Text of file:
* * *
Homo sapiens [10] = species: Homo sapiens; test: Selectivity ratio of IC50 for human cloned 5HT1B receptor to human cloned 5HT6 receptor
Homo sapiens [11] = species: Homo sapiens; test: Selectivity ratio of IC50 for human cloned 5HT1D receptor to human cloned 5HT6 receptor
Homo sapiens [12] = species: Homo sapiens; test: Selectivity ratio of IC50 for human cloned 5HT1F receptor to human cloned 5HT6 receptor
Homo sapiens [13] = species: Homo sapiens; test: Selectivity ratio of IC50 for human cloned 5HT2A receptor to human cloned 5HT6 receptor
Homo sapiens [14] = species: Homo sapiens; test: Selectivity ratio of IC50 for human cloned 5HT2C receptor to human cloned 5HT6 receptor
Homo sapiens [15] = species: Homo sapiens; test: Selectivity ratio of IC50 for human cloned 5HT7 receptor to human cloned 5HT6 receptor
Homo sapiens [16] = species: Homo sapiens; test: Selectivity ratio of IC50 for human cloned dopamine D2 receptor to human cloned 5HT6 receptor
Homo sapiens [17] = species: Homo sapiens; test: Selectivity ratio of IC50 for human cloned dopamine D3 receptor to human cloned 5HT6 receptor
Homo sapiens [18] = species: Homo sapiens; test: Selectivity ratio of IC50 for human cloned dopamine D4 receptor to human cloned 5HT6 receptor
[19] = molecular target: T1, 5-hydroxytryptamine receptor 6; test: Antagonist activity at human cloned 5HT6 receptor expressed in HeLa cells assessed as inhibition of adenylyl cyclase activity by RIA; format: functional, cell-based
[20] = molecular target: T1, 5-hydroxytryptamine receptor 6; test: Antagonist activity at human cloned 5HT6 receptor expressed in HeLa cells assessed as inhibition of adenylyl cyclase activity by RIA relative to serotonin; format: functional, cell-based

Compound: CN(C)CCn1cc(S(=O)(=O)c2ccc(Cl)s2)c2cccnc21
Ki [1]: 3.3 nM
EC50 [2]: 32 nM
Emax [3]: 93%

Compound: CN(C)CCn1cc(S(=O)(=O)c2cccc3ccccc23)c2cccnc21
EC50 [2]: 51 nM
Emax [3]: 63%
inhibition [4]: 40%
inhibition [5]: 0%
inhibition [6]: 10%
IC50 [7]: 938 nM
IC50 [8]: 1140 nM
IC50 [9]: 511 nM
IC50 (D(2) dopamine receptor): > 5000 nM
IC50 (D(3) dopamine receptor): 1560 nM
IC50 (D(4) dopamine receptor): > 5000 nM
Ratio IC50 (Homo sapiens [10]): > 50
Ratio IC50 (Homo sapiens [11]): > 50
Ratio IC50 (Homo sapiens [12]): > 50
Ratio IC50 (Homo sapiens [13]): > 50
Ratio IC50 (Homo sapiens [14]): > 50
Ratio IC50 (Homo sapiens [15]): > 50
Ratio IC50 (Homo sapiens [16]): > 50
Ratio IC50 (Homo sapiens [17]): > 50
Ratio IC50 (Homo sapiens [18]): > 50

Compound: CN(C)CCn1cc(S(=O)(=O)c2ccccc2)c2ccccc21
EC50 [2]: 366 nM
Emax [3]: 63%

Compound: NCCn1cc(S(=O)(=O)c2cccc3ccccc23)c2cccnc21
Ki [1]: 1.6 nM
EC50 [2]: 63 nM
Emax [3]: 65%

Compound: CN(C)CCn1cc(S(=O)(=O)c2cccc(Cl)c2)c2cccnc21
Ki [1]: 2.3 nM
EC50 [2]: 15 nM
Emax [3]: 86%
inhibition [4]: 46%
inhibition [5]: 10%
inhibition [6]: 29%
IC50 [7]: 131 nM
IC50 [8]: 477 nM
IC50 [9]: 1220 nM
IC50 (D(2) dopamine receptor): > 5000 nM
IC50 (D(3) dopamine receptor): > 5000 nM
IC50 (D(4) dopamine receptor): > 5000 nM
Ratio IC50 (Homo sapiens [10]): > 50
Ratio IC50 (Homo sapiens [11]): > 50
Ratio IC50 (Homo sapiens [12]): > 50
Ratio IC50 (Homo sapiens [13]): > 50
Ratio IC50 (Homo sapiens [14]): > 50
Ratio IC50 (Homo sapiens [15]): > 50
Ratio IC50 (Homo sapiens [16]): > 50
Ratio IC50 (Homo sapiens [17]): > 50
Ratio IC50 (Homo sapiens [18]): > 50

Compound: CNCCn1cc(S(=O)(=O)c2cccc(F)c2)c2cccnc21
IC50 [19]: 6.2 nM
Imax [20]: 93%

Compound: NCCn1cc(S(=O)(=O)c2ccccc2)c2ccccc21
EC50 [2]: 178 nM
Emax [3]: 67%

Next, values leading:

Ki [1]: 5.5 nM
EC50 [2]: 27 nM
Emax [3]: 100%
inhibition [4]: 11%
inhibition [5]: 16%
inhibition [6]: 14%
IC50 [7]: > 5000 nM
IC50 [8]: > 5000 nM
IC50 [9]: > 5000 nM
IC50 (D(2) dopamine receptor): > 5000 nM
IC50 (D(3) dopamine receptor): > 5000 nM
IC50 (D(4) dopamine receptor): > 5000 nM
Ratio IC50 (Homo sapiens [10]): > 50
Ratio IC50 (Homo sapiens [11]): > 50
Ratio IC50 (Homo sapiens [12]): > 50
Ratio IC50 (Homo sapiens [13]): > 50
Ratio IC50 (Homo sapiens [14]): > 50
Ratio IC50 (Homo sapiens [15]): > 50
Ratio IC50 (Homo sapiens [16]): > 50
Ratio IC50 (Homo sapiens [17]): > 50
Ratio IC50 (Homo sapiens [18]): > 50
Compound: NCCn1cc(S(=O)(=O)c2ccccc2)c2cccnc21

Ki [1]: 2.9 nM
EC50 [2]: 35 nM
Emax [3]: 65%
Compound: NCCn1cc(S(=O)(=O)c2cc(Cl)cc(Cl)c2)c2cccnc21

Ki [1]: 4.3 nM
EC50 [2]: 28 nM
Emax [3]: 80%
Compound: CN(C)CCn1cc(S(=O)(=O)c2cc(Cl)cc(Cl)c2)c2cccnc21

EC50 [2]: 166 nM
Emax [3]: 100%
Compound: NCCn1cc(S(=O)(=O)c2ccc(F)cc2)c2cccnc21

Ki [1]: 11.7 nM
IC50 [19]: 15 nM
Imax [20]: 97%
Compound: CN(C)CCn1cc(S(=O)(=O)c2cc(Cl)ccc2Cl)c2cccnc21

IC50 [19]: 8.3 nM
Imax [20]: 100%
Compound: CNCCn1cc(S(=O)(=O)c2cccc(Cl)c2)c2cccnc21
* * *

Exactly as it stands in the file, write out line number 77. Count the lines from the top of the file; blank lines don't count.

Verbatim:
inhibition [5]: 16%